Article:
US re puts Pakistan on notice for 'inaction' against Taliban sanctuaries
In an official testimony before the House Foreign Affairs Committee, Ambassador Alice Wells, the senior bureau official for South and Central Asian Affairs expressed that US expects unequivocal cooperation in ending the sanctuaries the Taliban have been enjoying in Pakistan — a claim Islamabad vehemently denies.
"Pakistan is on notice that we expect its unequivocal cooperation ending sanctuaries that the Taliban have enjoyed since the remnants of their toppled regime fled into Pakistan in 2001," Ambassador Alice Wells said and acknowledged that Pakistan can play an important role in the Afghan peace process.
The official expressed that US provided full support to develop the Afghanistan-Pakistan Action Plan for Peace and Solidarity (APAPPS) and repeated the allegations that "despite some positive indicators, the [US] administration has not yet seen Pakistan take the sustained or decisive steps that it would have expected to see ten months after the announcement of the South Asia strategy.
The steps which Wells alluded to include arresting or expelling Taliban elements who will not come to the negotiating table.
The ambassador claimed that Trump administration's conditions-based strategy on South Asia was yielding positive results because the Afghan security forces were fighting with renewed confidence.
"If Afghan troops and Taliban foot-soldiers can pray together, then the Afghan people have every reason to believe that their leaders can come together and negotiate an end to this war," she asserted.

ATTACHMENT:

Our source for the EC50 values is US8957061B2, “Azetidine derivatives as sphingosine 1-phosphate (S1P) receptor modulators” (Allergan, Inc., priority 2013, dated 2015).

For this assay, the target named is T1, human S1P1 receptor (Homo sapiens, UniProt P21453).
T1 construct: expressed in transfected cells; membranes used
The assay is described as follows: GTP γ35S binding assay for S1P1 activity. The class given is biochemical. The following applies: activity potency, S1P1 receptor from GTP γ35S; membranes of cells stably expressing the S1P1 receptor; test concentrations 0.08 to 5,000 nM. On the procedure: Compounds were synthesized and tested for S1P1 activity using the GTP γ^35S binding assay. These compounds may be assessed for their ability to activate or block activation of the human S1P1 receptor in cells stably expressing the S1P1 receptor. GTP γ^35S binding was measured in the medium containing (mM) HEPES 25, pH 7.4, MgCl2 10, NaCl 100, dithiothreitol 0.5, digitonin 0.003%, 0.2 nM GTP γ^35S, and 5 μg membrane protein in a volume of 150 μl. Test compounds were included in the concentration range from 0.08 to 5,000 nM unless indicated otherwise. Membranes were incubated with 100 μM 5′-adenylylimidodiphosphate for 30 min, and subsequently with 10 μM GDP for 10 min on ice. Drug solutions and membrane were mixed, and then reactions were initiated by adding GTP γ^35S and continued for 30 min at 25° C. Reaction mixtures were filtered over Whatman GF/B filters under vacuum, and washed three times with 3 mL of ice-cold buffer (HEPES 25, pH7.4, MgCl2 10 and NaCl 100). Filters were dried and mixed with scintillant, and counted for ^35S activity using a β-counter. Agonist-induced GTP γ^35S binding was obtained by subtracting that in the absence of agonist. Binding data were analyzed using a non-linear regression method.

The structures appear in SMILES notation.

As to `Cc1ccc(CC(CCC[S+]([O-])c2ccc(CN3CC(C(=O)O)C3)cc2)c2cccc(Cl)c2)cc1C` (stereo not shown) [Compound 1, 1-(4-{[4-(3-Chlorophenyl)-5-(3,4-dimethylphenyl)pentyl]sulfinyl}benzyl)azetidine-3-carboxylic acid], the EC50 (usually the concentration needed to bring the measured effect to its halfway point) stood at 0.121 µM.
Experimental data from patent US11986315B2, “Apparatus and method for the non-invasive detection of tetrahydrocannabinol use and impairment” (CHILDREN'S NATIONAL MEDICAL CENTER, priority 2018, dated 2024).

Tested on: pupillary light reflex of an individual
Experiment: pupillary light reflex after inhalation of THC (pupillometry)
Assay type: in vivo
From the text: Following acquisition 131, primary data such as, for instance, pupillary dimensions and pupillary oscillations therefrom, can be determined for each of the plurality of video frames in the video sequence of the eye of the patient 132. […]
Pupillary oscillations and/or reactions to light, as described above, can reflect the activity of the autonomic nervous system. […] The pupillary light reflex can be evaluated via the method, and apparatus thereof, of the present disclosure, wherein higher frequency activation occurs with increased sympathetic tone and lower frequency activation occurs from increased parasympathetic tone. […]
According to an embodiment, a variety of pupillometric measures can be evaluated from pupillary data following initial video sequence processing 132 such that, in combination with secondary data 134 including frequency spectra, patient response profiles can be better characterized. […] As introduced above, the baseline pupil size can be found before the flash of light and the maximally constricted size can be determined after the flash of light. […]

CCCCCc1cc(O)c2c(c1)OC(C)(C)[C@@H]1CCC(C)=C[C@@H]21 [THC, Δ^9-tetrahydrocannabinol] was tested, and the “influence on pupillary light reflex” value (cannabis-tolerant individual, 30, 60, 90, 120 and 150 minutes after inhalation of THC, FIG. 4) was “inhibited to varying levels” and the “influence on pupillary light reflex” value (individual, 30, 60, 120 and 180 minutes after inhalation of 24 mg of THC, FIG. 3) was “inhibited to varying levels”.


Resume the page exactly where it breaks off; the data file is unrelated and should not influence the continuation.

She also clarified that the Trump leadership acknowledged a conflict resolution would come through a negotiated political settlement.
"The Taliban must renounce violence, break ties with al-Qaida, and accept the Afghan Constitution including its protections for women and minorities," Wells declared.
"There have been signs that the Taliban’s Pakistan-based leaders are debating the merits of joining a peace process, however, the group has not responded to President Ghani’s offer of unconditional talks," wondered Wells.
Speaking to newsmen, Anton had said that business as usual with Pakistan was now over.
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The spokesman threatened that the Trump administration could impose sanctions on terrorist groups, including the Haqqani network, and any Pakistani officials ‘who are tied to these kinds of groups, you know, in ways that they shouldn’t be’.
Responding to the notice, the military's spokesperson had said that allies and partners do not give notices to each other, neither do they indulge in a blame game.
“Pakistan Army defeated terrorists within the country, keeping in view the local culture and geography, similarly, Afghanistan has its own history, culture, and geography which foreign forces fighting militants must deal with,” Ghafoor observed.
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“The US wants Pakistan’s role in Afghanistan but we cannot go and fight for them inside Afghanistan. They will have to complete their tasks in Afghanistan on their own”, he said in an interview to a private TV channel.
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